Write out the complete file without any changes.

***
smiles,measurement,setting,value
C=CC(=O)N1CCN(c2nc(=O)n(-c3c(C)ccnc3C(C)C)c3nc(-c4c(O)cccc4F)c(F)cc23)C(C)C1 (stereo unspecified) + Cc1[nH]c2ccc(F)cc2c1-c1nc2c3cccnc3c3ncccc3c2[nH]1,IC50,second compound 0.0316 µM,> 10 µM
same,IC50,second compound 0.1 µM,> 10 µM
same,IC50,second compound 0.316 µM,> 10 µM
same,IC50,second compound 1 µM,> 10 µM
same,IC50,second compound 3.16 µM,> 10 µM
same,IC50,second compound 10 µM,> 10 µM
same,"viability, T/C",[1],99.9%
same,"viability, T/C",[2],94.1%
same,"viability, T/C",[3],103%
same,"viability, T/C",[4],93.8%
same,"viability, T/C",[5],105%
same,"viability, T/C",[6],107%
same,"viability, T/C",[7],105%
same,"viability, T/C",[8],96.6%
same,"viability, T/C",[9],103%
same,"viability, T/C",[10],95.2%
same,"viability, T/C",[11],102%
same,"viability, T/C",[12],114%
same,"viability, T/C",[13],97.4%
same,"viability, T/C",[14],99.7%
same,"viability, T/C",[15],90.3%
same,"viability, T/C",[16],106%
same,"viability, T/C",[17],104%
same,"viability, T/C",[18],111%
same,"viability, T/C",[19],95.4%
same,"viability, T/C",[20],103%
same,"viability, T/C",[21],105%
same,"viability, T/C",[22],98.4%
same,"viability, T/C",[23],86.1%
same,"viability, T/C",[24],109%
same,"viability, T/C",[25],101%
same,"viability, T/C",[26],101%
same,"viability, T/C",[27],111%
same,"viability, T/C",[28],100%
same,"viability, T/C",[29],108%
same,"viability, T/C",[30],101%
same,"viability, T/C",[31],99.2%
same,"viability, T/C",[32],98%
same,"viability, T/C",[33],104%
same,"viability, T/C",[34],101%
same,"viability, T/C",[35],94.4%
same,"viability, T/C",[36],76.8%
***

smiles,measurement,setting,value
C=CC(=O)N1CCN(c2nc(=O)n(-c3c(C)ccnc3C(C)C)c3nc(-c4c(O)cccc4F)c(F)cc23)C(C)C1 (stereo unspecified) + Cc1[nH]c2ccc(F)cc2c1-c1nc2c3cccnc3c3ncccc3c2[nH]1,IC50,second compound 0.0316 µM,> 10 µM
same,IC50,second compound 0.1 µM,> 10 µM
same,IC50,second compound 0.316 µM,> 10 µM
same,IC50,second compound 1 µM,> 10 µM
same,IC50,second compound 3.16 µM,> 10 µM
same,IC50,second compound 10 µM,> 10 µM
same,"viability, T/C",[1],99.9%
same,"viability, T/C",[2],94.1%
same,"viability, T/C",[3],103%
same,"viability, T/C",[4],93.8%
same,"viability, T/C",[5],105%
same,"viability, T/C",[6],107%
same,"viability, T/C",[7],105%
same,"viability, T/C",[8],96.6%
same,"viability, T/C",[9],103%
same,"viability, T/C",[10],95.2%
same,"viability, T/C",[11],102%
same,"viability, T/C",[12],114%
same,"viability, T/C",[13],97.4%
same,"viability, T/C",[14],99.7%
same,"viability, T/C",[15],90.3%
same,"viability, T/C",[16],106%
same,"viability, T/C",[17],104%
same,"viability, T/C",[18],111%
same,"viability, T/C",[19],95.4%
same,"viability, T/C",[20],103%
same,"viability, T/C",[21],105%
same,"viability, T/C",[22],98.4%
same,"viability, T/C",[23],86.1%
same,"viability, T/C",[24],109%
same,"viability, T/C",[25],101%
same,"viability, T/C",[26],101%
same,"viability, T/C",[27],111%
same,"viability, T/C",[28],100%
same,"viability, T/C",[29],108%
same,"viability, T/C",[30],101%
same,"viability, T/C",[31],99.2%
same,"viability, T/C",[32],98%
same,"viability, T/C",[33],104%
same,"viability, T/C",[34],101%
same,"viability, T/C",[35],94.4%
same,"viability, T/C",[36],76.8%